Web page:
287 | MP conclusion
mistaken my own 'sense' for common-sense', and my own
opinions for 'hard facts'. The following two examples are,
I hope, relatively independent of my own person predilections.
1. A propaganda of discontent seems to need an objective
basis in fact. Bantu agitators are fond of saying: "When
the first white man came to you, he had the Bible and you had
the land; but now you have the Bible, and he has the land."
A phrase like this does not invent a grievance. It just
'puts over' neatly a grievance which many feel. The formu-
lation of the grievance is the first step towards organising
the aggrieved. A serious grievance cannot be manufactured
by propaganda. The agitators would be laughed at if the
land had not in actual fact been taken away.
2. In war time, the food, the treatment of the soldiers,
the behaviour of the officers, the success or defeat in
battles are, in the long run, stronger than verbal propaganda.
The experiences of the last war are conclusive in that respect.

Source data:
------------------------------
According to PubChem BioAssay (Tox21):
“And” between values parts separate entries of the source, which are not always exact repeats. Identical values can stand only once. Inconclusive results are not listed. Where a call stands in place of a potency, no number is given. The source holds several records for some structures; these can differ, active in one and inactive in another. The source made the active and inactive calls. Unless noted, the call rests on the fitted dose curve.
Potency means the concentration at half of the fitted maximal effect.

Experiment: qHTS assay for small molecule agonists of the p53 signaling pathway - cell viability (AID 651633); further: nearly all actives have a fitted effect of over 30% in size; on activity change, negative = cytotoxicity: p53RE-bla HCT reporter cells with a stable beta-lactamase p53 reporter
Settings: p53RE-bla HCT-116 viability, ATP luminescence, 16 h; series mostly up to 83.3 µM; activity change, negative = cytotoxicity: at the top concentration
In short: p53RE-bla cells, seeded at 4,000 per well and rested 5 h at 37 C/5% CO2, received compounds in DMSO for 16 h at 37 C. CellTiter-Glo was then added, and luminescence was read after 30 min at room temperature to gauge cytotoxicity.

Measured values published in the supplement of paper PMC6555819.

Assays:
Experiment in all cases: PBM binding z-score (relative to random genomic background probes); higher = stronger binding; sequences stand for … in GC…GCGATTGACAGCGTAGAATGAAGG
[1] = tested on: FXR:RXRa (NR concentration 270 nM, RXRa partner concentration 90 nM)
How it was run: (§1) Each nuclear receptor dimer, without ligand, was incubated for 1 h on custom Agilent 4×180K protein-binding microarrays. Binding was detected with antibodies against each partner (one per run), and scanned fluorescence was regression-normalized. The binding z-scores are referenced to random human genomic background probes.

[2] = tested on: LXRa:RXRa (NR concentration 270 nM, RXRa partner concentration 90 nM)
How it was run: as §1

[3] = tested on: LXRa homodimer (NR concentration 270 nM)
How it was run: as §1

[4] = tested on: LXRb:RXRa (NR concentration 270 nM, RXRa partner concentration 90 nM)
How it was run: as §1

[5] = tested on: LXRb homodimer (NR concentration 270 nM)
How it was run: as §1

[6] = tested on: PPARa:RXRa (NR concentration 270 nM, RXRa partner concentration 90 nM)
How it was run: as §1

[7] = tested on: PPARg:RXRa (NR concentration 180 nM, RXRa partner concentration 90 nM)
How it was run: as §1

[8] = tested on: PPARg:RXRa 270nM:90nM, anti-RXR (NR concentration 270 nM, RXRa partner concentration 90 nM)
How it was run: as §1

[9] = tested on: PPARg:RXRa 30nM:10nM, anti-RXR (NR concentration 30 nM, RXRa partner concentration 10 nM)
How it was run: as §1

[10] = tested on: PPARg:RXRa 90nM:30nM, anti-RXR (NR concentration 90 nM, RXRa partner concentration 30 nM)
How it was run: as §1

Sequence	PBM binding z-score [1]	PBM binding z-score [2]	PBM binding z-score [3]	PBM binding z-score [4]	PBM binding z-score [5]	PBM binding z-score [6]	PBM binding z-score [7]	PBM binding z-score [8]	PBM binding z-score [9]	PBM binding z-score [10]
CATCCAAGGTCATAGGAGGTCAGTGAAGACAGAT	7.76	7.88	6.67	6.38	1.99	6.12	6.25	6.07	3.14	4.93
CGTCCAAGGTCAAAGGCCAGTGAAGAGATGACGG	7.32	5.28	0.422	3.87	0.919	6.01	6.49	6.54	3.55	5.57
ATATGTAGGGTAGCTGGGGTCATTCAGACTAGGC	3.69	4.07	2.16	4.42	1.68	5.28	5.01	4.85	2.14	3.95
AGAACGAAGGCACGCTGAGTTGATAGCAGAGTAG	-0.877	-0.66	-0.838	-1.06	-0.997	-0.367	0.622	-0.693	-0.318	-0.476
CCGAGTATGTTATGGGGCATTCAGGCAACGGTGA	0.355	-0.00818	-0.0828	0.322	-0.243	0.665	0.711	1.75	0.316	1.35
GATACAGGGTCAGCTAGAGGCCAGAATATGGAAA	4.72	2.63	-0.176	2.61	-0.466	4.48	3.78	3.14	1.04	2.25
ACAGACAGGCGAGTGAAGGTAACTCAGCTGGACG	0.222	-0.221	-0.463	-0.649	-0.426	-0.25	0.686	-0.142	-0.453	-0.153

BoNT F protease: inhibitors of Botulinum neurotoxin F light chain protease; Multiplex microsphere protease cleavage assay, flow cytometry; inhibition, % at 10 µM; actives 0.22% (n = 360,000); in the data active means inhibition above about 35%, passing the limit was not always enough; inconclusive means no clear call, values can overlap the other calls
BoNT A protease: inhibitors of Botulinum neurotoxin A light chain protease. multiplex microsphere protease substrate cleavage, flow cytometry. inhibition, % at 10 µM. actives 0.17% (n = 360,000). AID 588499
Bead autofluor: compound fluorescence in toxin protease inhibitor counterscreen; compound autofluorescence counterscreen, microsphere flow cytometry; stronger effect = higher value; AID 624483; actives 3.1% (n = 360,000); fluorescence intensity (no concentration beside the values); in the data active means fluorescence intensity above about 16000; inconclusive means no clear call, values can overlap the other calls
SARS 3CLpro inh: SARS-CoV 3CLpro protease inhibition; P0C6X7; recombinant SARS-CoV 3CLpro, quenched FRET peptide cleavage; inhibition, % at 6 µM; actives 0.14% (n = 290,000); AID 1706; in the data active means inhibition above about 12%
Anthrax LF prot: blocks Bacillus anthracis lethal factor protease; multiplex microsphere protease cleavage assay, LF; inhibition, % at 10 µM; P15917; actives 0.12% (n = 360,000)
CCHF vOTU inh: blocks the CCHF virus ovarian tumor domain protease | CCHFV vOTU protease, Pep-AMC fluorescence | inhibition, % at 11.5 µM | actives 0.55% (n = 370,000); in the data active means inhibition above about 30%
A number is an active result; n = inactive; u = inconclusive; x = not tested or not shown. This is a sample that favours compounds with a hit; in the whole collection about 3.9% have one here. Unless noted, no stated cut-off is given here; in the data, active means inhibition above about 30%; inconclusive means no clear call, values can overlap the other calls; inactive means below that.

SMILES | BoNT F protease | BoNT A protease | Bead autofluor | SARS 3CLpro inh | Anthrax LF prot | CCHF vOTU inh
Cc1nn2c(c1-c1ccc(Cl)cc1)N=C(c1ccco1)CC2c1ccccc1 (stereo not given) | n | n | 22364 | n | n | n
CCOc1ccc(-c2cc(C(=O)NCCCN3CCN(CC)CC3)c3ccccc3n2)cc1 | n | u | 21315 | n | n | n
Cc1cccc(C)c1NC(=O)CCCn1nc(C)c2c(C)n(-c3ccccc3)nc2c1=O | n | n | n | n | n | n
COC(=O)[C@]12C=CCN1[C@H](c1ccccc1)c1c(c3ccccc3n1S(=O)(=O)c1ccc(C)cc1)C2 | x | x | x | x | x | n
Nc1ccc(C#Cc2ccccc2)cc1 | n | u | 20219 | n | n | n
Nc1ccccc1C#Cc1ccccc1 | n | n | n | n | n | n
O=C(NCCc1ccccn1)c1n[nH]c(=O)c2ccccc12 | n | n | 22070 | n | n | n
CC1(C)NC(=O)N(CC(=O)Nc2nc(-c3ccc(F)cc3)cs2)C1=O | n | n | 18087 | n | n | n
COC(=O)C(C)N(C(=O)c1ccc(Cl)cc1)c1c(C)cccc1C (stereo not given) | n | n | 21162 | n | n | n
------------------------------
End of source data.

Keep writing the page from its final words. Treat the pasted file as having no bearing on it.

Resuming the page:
The efforts of propagandists were unable to disintegrate any
but demoralised troops. A wave of Austrian leaflets preceded
the Italian defeat at Caporetto, in 1917. But the brutal
inefficiency of the Cadorne administration had already broken
the ground for the Austrian propaganda. In 1918, Allied
propaganda demoralised the subject rationalities in the
Austro-Hungarian army. The propagandist attack was begun
in 1917. In May 1917 results began to make themselves felt
in desertions. Again, the discontent was already there.
Propaganda added boldness to discontent by lending it a